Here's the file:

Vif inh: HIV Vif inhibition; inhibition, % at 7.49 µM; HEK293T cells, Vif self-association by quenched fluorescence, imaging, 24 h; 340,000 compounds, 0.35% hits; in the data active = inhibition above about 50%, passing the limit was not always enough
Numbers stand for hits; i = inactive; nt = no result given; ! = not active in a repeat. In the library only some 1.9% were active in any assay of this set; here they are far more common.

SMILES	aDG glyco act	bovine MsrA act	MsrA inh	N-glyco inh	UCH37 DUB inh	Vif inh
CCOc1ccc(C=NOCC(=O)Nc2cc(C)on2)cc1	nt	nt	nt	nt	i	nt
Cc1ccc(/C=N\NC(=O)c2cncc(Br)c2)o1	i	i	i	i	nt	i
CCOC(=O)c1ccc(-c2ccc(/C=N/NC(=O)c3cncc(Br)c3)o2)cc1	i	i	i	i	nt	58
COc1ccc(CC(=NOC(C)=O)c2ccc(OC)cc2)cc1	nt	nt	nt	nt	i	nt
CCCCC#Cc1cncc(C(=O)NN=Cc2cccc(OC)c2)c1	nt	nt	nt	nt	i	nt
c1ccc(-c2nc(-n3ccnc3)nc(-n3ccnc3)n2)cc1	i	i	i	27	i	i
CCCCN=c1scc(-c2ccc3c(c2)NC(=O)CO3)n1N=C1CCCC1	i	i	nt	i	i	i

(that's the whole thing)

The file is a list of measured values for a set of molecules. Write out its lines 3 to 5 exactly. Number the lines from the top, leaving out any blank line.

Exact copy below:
SMILES	aDG glyco act	bovine MsrA act	MsrA inh	N-glyco inh	UCH37 DUB inh	Vif inh
CCOc1ccc(C=NOCC(=O)Nc2cc(C)on2)cc1	nt	nt	nt	nt	i	nt
Cc1ccc(/C=N\NC(=O)c2cncc(Br)c2)o1	i	i	i	i	nt	i